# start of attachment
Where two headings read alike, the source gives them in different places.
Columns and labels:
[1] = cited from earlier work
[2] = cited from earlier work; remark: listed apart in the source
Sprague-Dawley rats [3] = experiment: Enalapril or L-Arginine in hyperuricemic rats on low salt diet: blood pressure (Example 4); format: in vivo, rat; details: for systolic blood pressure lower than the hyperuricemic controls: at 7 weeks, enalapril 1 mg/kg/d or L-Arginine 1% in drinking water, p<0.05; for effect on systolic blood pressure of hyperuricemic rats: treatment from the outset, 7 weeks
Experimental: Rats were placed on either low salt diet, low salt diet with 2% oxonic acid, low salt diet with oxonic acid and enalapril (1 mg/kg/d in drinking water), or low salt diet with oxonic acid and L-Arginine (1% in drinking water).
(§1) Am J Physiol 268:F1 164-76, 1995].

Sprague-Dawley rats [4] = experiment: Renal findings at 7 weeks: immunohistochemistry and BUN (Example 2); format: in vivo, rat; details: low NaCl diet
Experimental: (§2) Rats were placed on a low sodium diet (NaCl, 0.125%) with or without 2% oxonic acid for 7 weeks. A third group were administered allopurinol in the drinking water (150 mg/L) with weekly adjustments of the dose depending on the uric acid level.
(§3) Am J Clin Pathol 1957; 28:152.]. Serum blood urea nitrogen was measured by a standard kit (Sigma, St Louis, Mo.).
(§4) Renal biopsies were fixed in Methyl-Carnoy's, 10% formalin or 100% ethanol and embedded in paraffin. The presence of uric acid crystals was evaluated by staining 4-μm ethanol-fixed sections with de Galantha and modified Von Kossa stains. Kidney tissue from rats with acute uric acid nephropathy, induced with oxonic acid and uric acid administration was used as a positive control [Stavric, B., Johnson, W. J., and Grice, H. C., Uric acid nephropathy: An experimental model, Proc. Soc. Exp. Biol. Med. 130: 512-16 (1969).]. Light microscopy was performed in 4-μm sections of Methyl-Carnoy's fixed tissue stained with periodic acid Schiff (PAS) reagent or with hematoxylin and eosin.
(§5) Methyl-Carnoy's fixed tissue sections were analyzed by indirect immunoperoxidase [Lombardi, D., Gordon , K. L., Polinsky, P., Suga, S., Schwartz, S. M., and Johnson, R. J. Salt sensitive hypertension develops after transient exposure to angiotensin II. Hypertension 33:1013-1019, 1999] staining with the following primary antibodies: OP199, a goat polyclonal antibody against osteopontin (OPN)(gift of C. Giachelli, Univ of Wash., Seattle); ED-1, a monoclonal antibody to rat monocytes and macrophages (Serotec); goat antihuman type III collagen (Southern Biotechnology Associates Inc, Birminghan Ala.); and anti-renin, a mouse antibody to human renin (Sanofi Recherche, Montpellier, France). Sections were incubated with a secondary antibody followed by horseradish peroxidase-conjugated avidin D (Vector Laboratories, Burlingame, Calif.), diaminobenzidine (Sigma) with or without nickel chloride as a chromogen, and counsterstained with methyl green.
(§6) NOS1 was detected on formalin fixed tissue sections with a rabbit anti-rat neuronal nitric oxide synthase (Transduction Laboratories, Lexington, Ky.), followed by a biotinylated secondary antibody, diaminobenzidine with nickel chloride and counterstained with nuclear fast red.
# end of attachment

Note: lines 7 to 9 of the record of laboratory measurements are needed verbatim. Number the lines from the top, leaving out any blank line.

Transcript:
(§1) Am J Physiol 268:F1 164-76, 1995].

Sprague-Dawley rats [4] = experiment: Renal findings at 7 weeks: immunohistochemistry and BUN (Example 2); format: in vivo, rat; details: low NaCl diet
Experimental: (§2) Rats were placed on a low sodium diet (NaCl, 0.125%) with or without 2% oxonic acid for 7 weeks. A third group were administered allopurinol in the drinking water (150 mg/L) with weekly adjustments of the dose depending on the uric acid level.